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        • #5
          Supply & Demand

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          • #6
            It is definitely a supply demand equation, but local factors may contribute to this, we are seeing a mass exodus from NYC with many new buyers with in driving distances of NYC.

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            • #7
              Its supply and demand. In our Area in 2019, there were 500 new listing a day. Last 3 months have averaged 230 new listing a day (decreasing supply). Combine that with lower interest rates allowing people to decrease their monthly payment (increasing demand for higher priced housing). Don't expect a dip IMO. For every person who is forced to sell because their down on their luck due to COVID, there are 2-3 people waiting to buy up the property.

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              • #8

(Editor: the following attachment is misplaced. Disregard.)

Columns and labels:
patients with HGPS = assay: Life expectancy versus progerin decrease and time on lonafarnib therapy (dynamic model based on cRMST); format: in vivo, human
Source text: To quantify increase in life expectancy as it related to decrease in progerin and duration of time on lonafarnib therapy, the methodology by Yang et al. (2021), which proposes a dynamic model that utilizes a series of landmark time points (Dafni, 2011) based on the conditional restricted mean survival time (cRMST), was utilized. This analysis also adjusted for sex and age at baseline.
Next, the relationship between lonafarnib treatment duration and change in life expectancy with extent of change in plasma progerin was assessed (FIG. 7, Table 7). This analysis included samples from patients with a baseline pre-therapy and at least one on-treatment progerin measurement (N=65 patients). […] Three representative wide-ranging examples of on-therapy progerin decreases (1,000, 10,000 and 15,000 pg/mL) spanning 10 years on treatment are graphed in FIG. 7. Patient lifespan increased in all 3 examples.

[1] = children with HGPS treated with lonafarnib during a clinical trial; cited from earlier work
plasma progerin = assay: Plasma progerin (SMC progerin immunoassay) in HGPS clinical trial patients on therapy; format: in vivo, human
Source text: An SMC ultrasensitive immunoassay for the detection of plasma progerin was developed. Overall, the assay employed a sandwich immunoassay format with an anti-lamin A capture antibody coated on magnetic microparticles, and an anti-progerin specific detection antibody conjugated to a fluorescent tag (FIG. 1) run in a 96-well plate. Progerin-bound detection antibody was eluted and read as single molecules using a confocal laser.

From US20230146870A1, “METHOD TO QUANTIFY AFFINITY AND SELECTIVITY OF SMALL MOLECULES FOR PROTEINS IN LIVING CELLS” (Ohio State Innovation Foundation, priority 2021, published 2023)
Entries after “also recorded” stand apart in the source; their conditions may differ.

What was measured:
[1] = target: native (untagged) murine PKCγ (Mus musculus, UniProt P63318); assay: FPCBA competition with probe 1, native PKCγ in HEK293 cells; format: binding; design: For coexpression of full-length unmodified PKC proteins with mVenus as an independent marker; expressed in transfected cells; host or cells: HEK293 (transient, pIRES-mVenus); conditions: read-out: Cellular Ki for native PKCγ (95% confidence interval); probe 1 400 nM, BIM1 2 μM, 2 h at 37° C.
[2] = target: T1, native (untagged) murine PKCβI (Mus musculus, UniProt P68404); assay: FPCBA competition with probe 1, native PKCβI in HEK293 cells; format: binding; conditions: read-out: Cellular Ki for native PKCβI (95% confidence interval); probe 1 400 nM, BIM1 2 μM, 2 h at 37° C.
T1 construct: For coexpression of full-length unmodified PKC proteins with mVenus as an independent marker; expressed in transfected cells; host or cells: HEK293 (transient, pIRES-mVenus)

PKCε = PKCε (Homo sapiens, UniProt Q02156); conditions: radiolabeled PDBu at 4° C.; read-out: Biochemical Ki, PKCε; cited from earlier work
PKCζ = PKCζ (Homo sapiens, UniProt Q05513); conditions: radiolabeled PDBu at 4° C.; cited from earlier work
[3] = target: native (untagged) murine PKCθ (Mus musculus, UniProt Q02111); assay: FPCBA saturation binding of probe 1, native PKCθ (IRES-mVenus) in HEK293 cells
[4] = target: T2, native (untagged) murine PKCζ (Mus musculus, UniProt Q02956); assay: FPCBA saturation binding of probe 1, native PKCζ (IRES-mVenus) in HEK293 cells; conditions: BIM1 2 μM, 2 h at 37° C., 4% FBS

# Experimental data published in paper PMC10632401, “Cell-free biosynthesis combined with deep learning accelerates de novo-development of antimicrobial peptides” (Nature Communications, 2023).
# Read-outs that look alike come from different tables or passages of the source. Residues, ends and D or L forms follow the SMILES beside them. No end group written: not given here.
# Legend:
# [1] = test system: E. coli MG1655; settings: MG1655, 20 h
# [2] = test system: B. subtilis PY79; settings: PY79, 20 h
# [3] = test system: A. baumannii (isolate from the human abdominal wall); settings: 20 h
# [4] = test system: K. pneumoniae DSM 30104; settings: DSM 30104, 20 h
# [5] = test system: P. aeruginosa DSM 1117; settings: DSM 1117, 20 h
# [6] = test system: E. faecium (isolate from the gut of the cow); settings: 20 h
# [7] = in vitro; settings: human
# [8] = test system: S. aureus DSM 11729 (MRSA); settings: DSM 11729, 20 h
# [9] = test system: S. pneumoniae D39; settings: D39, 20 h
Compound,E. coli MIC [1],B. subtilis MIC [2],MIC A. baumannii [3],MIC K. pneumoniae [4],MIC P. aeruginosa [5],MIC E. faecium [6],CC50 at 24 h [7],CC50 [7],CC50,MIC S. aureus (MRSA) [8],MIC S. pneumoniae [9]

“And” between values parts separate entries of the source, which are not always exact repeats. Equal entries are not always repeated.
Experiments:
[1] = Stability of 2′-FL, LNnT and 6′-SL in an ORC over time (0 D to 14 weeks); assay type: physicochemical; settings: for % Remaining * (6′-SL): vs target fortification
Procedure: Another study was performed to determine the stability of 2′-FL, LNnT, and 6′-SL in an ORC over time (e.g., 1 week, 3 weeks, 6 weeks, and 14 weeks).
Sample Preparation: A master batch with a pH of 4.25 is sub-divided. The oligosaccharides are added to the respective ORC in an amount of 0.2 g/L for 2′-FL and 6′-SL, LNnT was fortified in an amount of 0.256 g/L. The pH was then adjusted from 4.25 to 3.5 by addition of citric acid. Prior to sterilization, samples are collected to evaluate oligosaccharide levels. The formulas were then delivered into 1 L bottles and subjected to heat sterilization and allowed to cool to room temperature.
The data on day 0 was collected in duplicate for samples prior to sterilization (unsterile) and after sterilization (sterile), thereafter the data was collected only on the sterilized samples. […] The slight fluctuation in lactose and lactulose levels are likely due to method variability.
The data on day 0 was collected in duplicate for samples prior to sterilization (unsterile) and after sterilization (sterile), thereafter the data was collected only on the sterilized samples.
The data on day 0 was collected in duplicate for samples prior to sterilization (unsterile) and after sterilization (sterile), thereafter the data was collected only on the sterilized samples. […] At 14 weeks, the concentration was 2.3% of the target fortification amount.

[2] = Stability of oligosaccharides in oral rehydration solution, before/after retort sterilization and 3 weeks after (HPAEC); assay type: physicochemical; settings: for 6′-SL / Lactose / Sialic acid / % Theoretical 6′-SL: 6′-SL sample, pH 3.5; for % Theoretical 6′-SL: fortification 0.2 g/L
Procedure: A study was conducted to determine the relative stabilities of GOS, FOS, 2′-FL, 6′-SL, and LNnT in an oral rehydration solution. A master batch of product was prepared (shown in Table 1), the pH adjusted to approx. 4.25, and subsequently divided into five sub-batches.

Apparently sales are up in our area. The cost to build I believe has become prohibitive.

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                • #9
                  Originally posted by Jack_Sparrow View Post
                  Its supply and demand. For every person who is forced to sell because their down on their luck due to COVID, there are 2-3 people waiting to buy up the property.
                  houses on market on more than a year are now being sold at listing price . Doesn’t look like COVID had any impact on anyone . I guess you are correct . It is not going back to normal soon, but I think this “ hot market “ will end in 1-2 years.

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                  • #10
                    1. Low interest rates
                    2. Cost of building through the roof right now
                    3. migration out of CA, NYC (applicable to certain markets)

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                    • #11
                      Originally posted by Sundance View Post
                      3. migration out of CA, NYC (applicable to certain markets)
                      I guess these migrants aren't selling their homes. Housing prices in Southern California increased 12% YoY in August.